Key Predictive Indicators For Predicting Profits

Following on from the post about there being ‘profit in your future’ we thought that we should highlight how to know just how much profit there could be in your future.

People, well advisors and say you need to know your Key Performance Indicators to calculate this.

We disagree

You need to understand them yes, but know them intimately, no.

  • Will knowing that last month’s turnover is up 23% make you more profit and cash next month?
  • Will knowing that last month’s Gross Profit make you more profit and cash next month?
  • Will knowing that last month’s Net Profit make you more profit and cash next month?

The point is that knowing the past will only dictate the future. These measurements of performance are good but predictive measurements of performance are much better.

What is this all about?

Key Performance Indicators

“Performance” equals “past”.

Performance means output or result and tells you about what’s already happened, past tense, history. It’s happened so you can’t do anything about it

Key Predictive Indicators

“Predictive” equals “future”
Key Predictive indicators measure activity – the activity (input) that drives the outcomes (sales, leads generated, business growth). Key Predictive Indicators are input measures not output measures. They are leading indicators, not lagging indicators. Get inputs right and your business output, ie profit will follow.

As Orange said, the future is bright.

Think latterly here for a moment.

My car is full of Key Predictive indicators. If the orange engine management light illuminates I slow down and pull over. If the red low oil pressure light comes on, I slow down and stop. If the yellow run flat warning illuminates I slow down to less than 50mph and find a garage to test my tyre pressure.

These are Key Predictive indicators because they force action.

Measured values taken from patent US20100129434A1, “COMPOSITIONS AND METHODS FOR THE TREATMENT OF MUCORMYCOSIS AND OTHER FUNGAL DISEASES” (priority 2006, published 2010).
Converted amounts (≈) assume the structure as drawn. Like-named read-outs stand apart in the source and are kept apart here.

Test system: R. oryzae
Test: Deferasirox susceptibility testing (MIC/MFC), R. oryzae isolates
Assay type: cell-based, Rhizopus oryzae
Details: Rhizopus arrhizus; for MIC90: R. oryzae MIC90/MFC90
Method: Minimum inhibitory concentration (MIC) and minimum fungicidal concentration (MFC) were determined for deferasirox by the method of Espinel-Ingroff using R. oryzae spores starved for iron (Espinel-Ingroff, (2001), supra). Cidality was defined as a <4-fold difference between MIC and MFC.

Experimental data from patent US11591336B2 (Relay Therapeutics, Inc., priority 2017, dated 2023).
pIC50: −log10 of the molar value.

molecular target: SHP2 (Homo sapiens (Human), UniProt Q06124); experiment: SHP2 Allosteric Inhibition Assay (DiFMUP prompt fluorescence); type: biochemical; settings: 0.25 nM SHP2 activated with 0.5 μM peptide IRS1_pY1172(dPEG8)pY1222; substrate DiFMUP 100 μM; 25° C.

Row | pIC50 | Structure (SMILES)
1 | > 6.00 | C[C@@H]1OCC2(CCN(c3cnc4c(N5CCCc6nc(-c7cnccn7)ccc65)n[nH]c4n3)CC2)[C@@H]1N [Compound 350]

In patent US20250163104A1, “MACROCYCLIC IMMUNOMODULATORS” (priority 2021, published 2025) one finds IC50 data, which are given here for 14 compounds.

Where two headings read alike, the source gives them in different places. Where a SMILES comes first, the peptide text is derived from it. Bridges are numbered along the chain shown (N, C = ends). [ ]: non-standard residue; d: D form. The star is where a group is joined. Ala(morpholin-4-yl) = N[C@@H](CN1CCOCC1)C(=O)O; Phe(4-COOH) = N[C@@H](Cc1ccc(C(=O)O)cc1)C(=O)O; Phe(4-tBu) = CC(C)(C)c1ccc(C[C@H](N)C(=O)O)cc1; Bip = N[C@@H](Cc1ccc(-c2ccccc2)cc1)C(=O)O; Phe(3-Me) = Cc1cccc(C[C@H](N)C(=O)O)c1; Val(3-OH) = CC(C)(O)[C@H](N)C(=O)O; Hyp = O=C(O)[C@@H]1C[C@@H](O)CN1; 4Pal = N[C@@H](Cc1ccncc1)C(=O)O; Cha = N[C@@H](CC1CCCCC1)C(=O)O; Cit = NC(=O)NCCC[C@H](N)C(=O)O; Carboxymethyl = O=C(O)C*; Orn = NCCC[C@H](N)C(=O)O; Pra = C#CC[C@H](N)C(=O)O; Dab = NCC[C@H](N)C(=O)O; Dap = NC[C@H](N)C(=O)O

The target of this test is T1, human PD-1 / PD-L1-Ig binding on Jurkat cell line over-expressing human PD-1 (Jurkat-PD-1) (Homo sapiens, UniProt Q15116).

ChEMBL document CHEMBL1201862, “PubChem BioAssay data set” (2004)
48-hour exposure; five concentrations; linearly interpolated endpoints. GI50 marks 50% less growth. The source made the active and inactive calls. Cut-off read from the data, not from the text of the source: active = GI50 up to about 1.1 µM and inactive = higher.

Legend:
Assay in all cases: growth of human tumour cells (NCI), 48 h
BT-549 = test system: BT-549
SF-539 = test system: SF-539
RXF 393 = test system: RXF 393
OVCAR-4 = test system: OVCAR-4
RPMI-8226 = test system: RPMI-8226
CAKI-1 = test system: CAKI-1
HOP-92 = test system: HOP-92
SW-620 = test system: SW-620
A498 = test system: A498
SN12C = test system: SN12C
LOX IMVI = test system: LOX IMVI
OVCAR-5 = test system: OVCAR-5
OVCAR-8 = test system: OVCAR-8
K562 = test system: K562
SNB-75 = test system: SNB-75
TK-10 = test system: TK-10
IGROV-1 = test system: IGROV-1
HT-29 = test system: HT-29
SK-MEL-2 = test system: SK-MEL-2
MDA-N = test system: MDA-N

In business, this is simple to follow.

Instead of measuring turnover then look up the funnel further. How many customers do you have, at what average transaction volume and how many times to they buy from you each year.

If you know this then you will quickly know the effect of changing this input will impact your output.

If you get 10% more customers who buy from you 10% more often when you put up your prices by 10%, then your revenue isn’t increased by 30%…it goes up by 33%.

That is the power of compounding.

And that’s the power of Key Predictive indicators – knowing the outputs that will come from your inputs

Measure those three-simple metrics, number of customers, frequency of purchase and average spend, then incrementally look at ways of increasing each in turn.

Predict your future.


That’s kind of simple too;

• Pick Key Predictive Indicators that are performance related.
• Pick those Key Predictive Indicators that are available for ease and speed.
• Monitor your Key Predictive Indicators regularly and frequently for consistency.
• Ensure that people can understand your Key Predictive Indicators and that they are easy to comprehend.

Clearly there are financial indicators that we are all familiar with, and these are important.

Of equal importance are the non-financial indicators that relate to the effectiveness of the
business. These can range from very sophisticated error recording, to a simple salesperson visit rates.

Ensure that whatever your chosen indicators are they are measured consistently and regularly. It would be a futile exercise measuring results if you keep adjusting or changing the criteria.

This also relates to timing. If you monitor monthly, ensure it is truly the month’s results; not one day early nor one day late.

Make sure that they are available when they have relevance.

There is no point if it is too late to take corrective action. Remember that the selected indicators are meant to help you make decisions about running your business, not to cause frustration.

Measure it and it will Change.

That’s the common law of Predictive Indicators!